Back at our house, the three skinny alpine trees in the dining room serve as the setting for most of our cork and pinecone people, pasta angels, Cape Cod scallop shell angels, and now our Bulb Buddies.

The big tree in our living room was the last to go up. We decorated it over a period of nearly a week. No ornament, even those that were damaged or funny-looking, was left out this season. Each one found a place on the tree. I bought no new decorations at all this year. None, indeed, were needed.

The boxes of holiday trappings stored at my mother’s house and mine would likely be considered mere clutter by many. But to me, to my daughter, my mother, and to some degree, even to my husband, these battered containers are filled not with stuff, but with happy memories. They spark joy. And joy has been elusive and fleeting throughout 2020. Let’s seize it, and savor it, where, when, and while we’re able.

I wrote about some of the best-loved ornaments on the family Christmas tree of my childhood in several posts from 2015. See:

Childhood Treasures on the Christmas Tree

Vintage Pinecone Elves on Skis

Uncle Edwin’s Silver Stocking

Unsilvered WW II-Era Ornaments on a Kentucky Cedar

Christmas Eve 2020

In the absence of a live nativity at our church this Christmas Eve in the time of Covid, I cannot offer my usual photos of curious onlookers mingling happily with the sweet-tempered camels Samson or Delilah. Or with their other charming cohorts, the brown burro, the velvet-coated humpback ox, the several sheep or goats.

Here instead is this little clothespin nativity that my daughter and I made together many years ago. Simple and humble, made from materials we already had, it seems especially appropriate this Christmas Eve. It points toward what’s important, what’s essential, on this night and every night. The message of Christmas is, in one word, love. Love embodied in a baby. A baby sent by God to grow up and model love not only to his human contemporaries, but to all future generations. The message is so powerful that it remains as vital today as it was 2,000 years ago.

It’s the love that mingles the divine and the human. It’s the love that shines in the darkness. And the darkness, including the darkness of a pandemic, will not overcome it.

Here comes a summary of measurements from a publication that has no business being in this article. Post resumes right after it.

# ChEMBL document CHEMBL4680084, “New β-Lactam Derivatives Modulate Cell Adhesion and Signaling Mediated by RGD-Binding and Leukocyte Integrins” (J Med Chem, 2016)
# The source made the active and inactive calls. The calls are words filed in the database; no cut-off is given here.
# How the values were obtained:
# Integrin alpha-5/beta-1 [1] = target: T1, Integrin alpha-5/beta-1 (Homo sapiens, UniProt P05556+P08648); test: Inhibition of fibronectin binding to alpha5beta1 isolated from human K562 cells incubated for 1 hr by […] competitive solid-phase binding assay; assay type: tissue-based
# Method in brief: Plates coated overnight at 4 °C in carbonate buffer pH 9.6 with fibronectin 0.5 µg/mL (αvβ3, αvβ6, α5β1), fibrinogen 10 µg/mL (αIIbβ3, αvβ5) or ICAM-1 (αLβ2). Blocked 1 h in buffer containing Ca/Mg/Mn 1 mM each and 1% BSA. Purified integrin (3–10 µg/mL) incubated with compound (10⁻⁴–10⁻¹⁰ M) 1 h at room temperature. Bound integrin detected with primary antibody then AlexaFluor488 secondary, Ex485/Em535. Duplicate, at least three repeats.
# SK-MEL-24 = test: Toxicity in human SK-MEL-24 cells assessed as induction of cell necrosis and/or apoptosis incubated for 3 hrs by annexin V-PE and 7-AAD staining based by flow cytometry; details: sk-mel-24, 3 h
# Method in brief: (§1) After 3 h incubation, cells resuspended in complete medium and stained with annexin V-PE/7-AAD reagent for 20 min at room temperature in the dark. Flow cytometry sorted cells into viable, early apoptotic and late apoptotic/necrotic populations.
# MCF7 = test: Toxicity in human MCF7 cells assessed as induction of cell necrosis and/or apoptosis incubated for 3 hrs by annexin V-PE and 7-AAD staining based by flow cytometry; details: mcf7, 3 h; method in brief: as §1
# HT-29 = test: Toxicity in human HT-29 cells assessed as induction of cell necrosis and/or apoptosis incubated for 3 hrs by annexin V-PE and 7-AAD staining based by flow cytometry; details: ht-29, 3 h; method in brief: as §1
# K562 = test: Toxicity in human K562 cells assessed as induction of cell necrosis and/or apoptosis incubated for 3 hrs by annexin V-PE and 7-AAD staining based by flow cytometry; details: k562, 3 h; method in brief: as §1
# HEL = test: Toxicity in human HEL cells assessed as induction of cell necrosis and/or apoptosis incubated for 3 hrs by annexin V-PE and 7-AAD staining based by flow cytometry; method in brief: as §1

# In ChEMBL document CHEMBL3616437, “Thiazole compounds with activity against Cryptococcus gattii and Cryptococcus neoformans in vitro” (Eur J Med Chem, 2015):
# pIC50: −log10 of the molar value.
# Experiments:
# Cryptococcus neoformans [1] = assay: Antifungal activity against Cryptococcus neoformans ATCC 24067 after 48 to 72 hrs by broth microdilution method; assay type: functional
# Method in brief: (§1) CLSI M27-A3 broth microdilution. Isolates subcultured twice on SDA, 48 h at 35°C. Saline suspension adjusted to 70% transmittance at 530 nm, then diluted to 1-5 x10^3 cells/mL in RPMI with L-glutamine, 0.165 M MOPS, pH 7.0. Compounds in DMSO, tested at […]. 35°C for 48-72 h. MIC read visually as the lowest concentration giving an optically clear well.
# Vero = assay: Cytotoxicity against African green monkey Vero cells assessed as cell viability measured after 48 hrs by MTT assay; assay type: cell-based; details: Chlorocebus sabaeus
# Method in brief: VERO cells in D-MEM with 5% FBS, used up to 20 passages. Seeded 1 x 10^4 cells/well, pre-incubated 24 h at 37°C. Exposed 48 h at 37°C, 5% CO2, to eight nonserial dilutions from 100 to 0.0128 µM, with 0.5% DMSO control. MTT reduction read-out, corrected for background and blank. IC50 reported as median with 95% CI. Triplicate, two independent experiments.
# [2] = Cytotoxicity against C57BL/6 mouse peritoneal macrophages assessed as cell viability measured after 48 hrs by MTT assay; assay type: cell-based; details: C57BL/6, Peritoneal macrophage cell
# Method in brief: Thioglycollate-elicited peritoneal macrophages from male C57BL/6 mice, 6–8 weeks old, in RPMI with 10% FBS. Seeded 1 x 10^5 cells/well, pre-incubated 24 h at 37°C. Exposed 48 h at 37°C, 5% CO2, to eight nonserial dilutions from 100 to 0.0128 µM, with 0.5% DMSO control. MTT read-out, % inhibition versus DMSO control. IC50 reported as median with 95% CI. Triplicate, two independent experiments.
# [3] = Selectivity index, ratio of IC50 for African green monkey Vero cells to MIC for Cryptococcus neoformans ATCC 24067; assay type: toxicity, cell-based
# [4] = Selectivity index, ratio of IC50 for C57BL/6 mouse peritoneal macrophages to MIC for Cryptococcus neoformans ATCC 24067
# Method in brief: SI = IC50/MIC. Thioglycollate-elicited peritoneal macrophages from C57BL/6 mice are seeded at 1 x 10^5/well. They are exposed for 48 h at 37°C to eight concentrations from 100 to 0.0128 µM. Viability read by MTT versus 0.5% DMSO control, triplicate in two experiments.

For more on the Christmas message of love (and for photos of our live nativity friends), see last year’s post: The Timeless Message of Christmas Eve.

With Time at Home, a return to Christmas crafting

During my daughter’s younger years, she and I continued the tradition of making Christmas ornaments that my mother and I had begun in my childhood. (See Working Like Elves, and Next-Generation Elves, both from December 2011.) It’s been quite a while since D and I have created a new ornament, but with the unusual circumstances of this holiday season, the conditions were conducive for at-home crafting again.

In a long-forgotten handmade box among the Christmas decorations at my mother’s house, we found brightly colored vintage bulbs and various other odds and ends. Amidst the jumble were toothpick and pipe-cleaner arms from two of our past creations, the pinecone and cork people.

Cork and pinecone people, among pasta angels and Cape Cod shell angels.

My daughter and I had the same idea at once: Christmas bulb beings. Equipped with a newly uncovered box of miscellaneous ornament makings from Mama’s basement, we spent several happy hours, much as in Yuletide days of yore, working together at the playroom table. (We spent additional time attempting to remove Superglue from our fingers.)

Our new group of Christmas characters includes several with wooden beads for heads, like these red and green twins in acorn caps and sparkly pipe-cleaner scarves. . .

. . .and this royal-looking girl with gold accessories.

There is one apple-headed figure. My daughter enjoys the surrealist touch.

A pom-pom headed boy in a straw hat carries two miniature Christmas ornaments.

A cowboy in a black hat holds a lasso. There’s room in our bulb bunch for all types.

We made a few angels with wings of silk flower petals or glitter-covered card stock.

The bulb beings appear to be settling in well with their fellow ornaments. They owe their existence to the pandemic. Another Covid silver lining. The biggest, for me, of course, is having our daughter here for an extended stay. May you and your family find special blessings during this most peculiar holiday season.

Deck the Tree stump (2013) + Update (2020)

In 2013 I wrote a post about decorating the tree stump at the edge of our front yard with a Christmas wreath. In the course of seven years, the stump has changed substantially, as most of us have. I didn’t hang the wreath the past two years, but this year it seemed fitting to do so. The original post appears immediately below, followed by the current update.

Deck the Tree Stump (2013)